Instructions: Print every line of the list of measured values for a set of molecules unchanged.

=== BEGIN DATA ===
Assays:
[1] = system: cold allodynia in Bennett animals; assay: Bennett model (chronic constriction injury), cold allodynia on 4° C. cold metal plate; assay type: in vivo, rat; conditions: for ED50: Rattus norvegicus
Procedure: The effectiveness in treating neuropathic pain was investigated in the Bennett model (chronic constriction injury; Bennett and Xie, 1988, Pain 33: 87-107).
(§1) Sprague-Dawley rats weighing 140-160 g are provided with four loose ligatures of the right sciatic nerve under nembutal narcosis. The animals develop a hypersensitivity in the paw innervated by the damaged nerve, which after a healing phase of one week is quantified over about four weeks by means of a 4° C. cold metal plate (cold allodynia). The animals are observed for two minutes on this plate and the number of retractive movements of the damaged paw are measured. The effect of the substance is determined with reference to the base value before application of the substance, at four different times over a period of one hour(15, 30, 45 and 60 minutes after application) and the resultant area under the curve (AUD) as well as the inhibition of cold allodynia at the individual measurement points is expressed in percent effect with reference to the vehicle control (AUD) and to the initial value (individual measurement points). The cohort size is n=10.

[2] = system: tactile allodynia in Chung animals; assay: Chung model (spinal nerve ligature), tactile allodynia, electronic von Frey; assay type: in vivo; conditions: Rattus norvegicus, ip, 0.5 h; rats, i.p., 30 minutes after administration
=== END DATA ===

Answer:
Assays:
[1] = system: cold allodynia in Bennett animals; assay: Bennett model (chronic constriction injury), cold allodynia on 4° C. cold metal plate; assay type: in vivo, rat; conditions: for ED50: Rattus norvegicus
Procedure: The effectiveness in treating neuropathic pain was investigated in the Bennett model (chronic constriction injury; Bennett and Xie, 1988, Pain 33: 87-107).
(§1) Sprague-Dawley rats weighing 140-160 g are provided with four loose ligatures of the right sciatic nerve under nembutal narcosis. The animals develop a hypersensitivity in the paw innervated by the damaged nerve, which after a healing phase of one week is quantified over about four weeks by means of a 4° C. cold metal plate (cold allodynia). The animals are observed for two minutes on this plate and the number of retractive movements of the damaged paw are measured. The effect of the substance is determined with reference to the base value before application of the substance, at four different times over a period of one hour(15, 30, 45 and 60 minutes after application) and the resultant area under the curve (AUD) as well as the inhibition of cold allodynia at the individual measurement points is expressed in percent effect with reference to the vehicle control (AUD) and to the initial value (individual measurement points). The cohort size is n=10.

[2] = system: tactile allodynia in Chung animals; assay: Chung model (spinal nerve ligature), tactile allodynia, electronic von Frey; assay type: in vivo; conditions: Rattus norvegicus, ip, 0.5 h; rats, i.p., 30 minutes after administration